If you browse the web today, you may notice a change in the sites. Most of them have been forced to modify their consent messages which are displayed on the first connection.
Since the implementation of the GDPR in 2018, this consent is necessary if the publisher wants to use advertising trackers, such as cookies. But there has been debate on how this consent should be obtained. In October 2020, the CNIL issued new rules which apply from today, April 1, 2021. These rules follow a decision of the Council of State of June 19, 2020 and the CNIL intends to apply them to the letter.
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Thus, the mere pursuit of navigation can no longer be considered a valid expression of consent. This must result from a clear and positive act (“I accept”), and on the basis of complete information on the purposes of the cookie and its origin. Moreover, the refusal must be as easy as the acceptance, and therefore be at the same level. There is no longer any question of repurposing this choice in a sub-menu that is difficult to access. Finally, the Internet user must be able to withdraw their consent easily and at any time.
The webmasters, in motion for several weeks, could draw inspiration from a few examples provided by the CNIL, where the Internet user generally has the choice to “accept everything”, “refuse everything” or to personalize his choices.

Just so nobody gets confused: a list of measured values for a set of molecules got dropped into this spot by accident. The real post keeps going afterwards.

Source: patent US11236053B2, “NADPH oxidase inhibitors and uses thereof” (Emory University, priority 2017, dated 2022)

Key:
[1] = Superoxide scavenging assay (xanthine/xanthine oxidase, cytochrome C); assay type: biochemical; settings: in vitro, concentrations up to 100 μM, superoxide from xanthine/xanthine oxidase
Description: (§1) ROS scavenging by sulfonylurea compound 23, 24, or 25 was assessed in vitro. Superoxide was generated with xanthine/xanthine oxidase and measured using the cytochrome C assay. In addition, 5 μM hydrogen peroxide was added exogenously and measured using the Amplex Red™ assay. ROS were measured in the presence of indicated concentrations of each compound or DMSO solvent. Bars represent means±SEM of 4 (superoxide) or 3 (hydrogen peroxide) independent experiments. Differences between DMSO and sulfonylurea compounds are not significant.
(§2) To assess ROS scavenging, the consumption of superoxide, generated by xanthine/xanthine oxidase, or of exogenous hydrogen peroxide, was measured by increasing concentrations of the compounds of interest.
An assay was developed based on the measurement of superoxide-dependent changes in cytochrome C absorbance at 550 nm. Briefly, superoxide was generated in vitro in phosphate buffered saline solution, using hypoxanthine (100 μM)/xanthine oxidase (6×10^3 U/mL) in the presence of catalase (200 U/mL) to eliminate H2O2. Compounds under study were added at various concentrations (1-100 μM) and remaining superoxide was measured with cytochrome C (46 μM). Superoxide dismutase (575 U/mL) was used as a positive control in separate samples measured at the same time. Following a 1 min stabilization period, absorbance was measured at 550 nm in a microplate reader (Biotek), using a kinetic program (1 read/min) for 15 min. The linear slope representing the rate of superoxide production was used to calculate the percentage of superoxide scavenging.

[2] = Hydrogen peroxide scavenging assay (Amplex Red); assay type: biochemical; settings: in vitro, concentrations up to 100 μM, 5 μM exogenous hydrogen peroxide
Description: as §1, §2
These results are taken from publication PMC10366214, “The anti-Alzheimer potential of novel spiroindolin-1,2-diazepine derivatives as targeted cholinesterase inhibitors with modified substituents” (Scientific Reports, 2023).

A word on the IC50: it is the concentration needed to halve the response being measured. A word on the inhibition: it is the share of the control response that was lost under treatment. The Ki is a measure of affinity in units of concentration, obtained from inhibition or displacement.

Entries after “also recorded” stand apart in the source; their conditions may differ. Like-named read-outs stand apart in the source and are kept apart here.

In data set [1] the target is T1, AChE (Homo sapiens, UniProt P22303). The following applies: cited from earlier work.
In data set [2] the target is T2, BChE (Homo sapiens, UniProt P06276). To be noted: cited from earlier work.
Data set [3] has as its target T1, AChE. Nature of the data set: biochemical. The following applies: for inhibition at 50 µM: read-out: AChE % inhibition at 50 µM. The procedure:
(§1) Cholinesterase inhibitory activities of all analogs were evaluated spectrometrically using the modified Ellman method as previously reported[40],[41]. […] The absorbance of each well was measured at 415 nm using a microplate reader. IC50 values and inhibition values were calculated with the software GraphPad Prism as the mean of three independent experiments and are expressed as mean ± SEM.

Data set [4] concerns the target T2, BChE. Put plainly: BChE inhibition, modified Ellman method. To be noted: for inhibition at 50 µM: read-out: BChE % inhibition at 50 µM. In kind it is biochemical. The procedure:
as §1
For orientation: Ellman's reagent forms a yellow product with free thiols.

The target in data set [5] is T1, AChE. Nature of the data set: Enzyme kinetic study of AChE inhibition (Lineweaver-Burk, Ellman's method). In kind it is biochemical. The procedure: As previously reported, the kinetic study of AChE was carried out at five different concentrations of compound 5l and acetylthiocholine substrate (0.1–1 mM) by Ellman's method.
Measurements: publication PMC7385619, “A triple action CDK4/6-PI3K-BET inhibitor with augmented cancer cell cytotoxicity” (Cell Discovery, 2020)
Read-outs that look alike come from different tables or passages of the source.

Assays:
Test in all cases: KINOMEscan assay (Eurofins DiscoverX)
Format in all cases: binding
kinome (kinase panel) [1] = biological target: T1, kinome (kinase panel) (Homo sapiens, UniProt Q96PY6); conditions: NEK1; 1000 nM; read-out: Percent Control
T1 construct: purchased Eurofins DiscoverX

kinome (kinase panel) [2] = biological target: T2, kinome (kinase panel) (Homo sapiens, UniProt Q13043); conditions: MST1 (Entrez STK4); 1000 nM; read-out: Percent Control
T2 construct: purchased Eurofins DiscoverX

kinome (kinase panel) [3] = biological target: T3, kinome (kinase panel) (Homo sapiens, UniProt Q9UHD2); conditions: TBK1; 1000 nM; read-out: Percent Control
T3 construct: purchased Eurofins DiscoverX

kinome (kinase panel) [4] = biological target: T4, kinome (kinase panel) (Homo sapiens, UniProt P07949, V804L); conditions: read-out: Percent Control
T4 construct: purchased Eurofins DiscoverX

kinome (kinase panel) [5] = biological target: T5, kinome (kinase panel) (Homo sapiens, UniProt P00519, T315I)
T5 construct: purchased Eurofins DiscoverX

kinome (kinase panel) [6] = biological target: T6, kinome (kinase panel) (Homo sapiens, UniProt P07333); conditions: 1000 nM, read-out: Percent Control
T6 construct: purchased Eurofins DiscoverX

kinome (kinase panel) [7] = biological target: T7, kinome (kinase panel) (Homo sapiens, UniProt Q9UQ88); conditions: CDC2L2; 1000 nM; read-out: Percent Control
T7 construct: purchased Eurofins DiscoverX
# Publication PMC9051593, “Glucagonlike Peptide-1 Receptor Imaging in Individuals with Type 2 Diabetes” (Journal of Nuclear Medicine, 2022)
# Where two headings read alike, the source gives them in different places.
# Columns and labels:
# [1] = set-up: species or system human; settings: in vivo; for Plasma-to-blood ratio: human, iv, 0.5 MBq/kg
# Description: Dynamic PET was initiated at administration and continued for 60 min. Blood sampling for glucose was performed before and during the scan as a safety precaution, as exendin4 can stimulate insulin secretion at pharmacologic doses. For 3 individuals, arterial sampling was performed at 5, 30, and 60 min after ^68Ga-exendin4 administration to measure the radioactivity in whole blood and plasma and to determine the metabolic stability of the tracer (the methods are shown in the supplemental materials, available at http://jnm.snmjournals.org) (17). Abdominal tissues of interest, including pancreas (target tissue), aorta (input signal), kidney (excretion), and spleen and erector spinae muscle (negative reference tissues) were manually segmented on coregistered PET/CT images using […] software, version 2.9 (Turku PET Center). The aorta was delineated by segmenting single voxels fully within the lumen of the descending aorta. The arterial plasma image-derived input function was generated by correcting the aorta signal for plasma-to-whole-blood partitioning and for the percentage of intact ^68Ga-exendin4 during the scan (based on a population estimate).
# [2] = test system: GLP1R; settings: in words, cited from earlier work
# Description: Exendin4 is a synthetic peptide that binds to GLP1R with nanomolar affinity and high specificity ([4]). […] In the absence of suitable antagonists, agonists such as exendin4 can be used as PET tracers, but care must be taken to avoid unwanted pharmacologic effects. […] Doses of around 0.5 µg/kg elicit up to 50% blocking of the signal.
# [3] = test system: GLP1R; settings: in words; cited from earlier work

Obviously, the editors are not obliged to scrupulously respect these models, but must respect the principles stated above. Otherwise, they risk being pinned, because the CNIL has announced checks.
Faced with these new restrictions, some publishers have adopted new strategies. On Lemonde.fr, the refusal has for example the consequence of displaying a banner at the bottom of the screen to encourage the Internet user to subscribe. At Allociné or Jeuxvideo.com the Internet user has the choice between “Accept and access for free” or “Access for 2 €”. But beware, this does not mean that we are released from the advertising. “Advertisements will always be visible when you access the site”, specifies Allociné. The difference is that this ad will no longer be targeted.
Are you worried about this? Know that Allocine is probably within his rights. In June 2020, the Council of State had challenged the CNIL which wanted to ban cookie walls, that is, the privilege of denying access to someone who does not accept cookies. The CNIL warns, however: ” The implementation of a cookie wall is likely, in certain cases and under certain conditions, to infringe the freedom of consent. Thus, the legality of using a cookie wall must be assessed on a case-by-case basis.. ”